Motley Moose – Archive

Since 2008 – Progress Through Politics


Rhododendron Time

2014-05-19 Garden St.

Spring time is Rhododendron time around the world. These prolific bloomers are native to Asia, North America, Australia, and Europe. They are members of the Genus Rhododendron  and the Family of Ericaceae (Heaths). The name is derived from ancient Greek (rhódon “rose” or “red“) and déndron “tree”). There are some 800 to 1,000 species and 28,000 cultivars listed by the Royal Horticultural Society. Azaleas are a subgenera of Rhododendron.

Death and renewal: Whatcom Creek Habitat Restoration

                    Upper Falls, Whatcom Creek, Whatcom Falls Park, Bellingham, WA

Whatcom Creek is the third salmon spawning stream that runs through Bellingham. I promised in my last diary that it would be the last. However, I took so many photos and there was too much stuff. So, here I will describe the creek and its history. The next one will focus on both the primeval timelessness of the creek itself and illustrate how its two fish hatcheries are working to keep this marvelous place for future generations.  

Padden Creek Salmon Habitat Restoration Project


                                          Padden Creek at Fairhaven Park

Among the icons associated with the Pacific Northwest are evergreen trees, rain, streams, and salmon. These PNW icons have existed in symbiotic relations with one another for probably millions of years. A change in one can affect the others. But apparently this fact was unknown or at least unappreciated by the early American settlers of this region. They over-logged the trees which allowed the abundant rain to wash mud and whole hillsides into the streams which became uninhabitable for the salmon that had used these streams for eons to maintain their life cycles. They also dammed up spawning rivers to provide electricity to run their sawmills and salmon canneries. The irony is that they destroyed the very things that made them wealthy.  

Fossils and Pseudofossils in the The Chuckanut Formation: Part 2, fauna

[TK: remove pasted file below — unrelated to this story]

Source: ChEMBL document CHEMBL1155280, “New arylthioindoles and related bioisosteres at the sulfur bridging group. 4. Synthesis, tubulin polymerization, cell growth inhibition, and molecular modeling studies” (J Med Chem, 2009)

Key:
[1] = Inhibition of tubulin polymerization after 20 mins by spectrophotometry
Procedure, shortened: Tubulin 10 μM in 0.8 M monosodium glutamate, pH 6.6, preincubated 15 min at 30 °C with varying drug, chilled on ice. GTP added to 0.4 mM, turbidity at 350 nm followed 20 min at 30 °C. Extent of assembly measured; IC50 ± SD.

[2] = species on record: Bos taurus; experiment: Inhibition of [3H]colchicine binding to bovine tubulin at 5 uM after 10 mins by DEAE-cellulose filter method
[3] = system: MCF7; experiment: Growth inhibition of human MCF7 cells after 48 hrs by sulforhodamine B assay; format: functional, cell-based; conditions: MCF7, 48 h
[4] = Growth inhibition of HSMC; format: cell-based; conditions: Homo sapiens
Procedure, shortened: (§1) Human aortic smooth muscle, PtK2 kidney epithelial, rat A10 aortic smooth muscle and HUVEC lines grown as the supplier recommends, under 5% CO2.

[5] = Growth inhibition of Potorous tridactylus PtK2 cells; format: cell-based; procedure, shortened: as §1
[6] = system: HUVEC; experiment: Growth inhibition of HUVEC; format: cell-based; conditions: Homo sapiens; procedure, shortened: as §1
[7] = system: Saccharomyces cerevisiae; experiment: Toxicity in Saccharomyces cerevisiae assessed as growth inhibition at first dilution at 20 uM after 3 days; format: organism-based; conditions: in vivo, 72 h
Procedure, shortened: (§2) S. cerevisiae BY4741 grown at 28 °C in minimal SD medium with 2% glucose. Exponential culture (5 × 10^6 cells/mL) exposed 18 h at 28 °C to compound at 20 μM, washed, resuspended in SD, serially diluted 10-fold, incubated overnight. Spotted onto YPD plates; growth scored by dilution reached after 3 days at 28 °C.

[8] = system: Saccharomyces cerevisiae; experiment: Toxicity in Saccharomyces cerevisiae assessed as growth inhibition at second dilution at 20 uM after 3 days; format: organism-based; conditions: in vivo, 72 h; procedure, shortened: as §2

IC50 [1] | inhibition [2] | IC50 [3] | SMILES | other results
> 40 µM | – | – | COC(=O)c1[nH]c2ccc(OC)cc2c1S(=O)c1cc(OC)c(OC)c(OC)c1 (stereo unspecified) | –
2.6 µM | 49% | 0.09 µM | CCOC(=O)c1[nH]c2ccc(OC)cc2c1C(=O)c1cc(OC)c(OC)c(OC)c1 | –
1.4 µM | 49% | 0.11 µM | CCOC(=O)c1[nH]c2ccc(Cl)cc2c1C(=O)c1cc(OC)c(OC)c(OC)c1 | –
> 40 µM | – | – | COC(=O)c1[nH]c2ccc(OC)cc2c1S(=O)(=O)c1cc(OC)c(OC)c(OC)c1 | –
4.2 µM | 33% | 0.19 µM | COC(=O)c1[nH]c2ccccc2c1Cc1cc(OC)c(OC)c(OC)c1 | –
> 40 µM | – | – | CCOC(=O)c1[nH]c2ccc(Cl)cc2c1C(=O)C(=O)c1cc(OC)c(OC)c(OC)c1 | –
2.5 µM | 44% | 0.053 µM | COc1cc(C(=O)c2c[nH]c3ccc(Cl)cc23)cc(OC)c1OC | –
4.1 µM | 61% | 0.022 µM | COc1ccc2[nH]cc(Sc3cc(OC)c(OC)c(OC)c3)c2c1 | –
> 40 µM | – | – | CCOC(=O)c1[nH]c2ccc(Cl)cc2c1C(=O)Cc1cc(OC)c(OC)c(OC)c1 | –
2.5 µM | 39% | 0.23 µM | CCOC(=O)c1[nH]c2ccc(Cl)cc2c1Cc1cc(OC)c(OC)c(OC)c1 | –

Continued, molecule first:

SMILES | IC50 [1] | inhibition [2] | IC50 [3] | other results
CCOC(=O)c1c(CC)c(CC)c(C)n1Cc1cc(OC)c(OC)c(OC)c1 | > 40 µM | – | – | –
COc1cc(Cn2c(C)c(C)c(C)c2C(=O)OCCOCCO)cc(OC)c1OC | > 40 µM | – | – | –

This is the second of my two-part diary of the fossils from the Chuckanut Formation (C/F), located near Bellingham in Northwestern Washington State. As noted in part 1, (flora), this formation developed during the  Eocene Epoch, some 50 million years ago (ma). This area was a subtropical fluvial plain on to which sediments were deposited and ultimately hardened into sandstone, shale, and siltstone that captured specimens of both flora and fauna of that time. (No new pseudofossils in this part.)

                         Racehorse Creek land slide and fossil beds

A Volcano in my Backyard

                                        Mount Baker (July 3, 2013)

As the snow melted sufficiently for the snow cats and plows to cut through, one of the most scenic spots in the North cascades, Artist Point was opened recently and afforded us its  dramatic 360 degree view. At an elevation of 5,100 feet, Artist Point is situated between Mt. Baker, the live volcano and its neighbor, Mt. Shuksan, a non-volcanic, faulted behemoth. This area is rich in geologic history and features and as the authors of Hiking Washington’s Geology state:

“Standing in the parking lot at Artists Point, you can see as much geology in the 360 degree sweep as in almost any other location in the world.”

This 360 degree sweep from Artist Point is amateurishly illustrated in this iphone video. Standing in the parking lot at Artist Point, the sweep begins at Mt. Shuksan, moves to just seeing the top of Baker, then to Table Mountain, then to the north toward Canada, and finally back to Shuksan:

I was unable to imbed the video but here is URL on You tube)  I will try to embed the video in a comment.

An Introduction from Ronk – My Pacific Northwest home.

Hello Motley Moose,

 This is my introductory diary on the Moose and it is mostly a photo diary illustrating the part of the world in which I have lived for 43 years. I apologize for the sometimes awkward layout and structure as I have yet to master the finer points of editing on this site.

I posted something similar but not identical in the past on DKos but this one is a bit wider ranging and more local.  The present diary comprises some of my amateur photos depicting Bellingham Bay and its environs. Bellingham, a city of about 80,000 is bounded on the East by the Cascade Mountains that loom over our city as an extension of the Cascade Range that includes Mt. Baker, a 10K foot volcano. To the north is Canada and its extension of the Cascades. To the West and South lay the San Juan Islands, arguably the most popular cruising islands in the U.S. and perhaps the world. Of the 172 or so islands in this archipelago, only 4 are served by the State’s ferry service, hence they are largely cruising islands. These islands are set within the  Salish Sea which extends from Puget Sound north into Canada incorporating also, Georgia Strait and the Canadian Gulf Islands.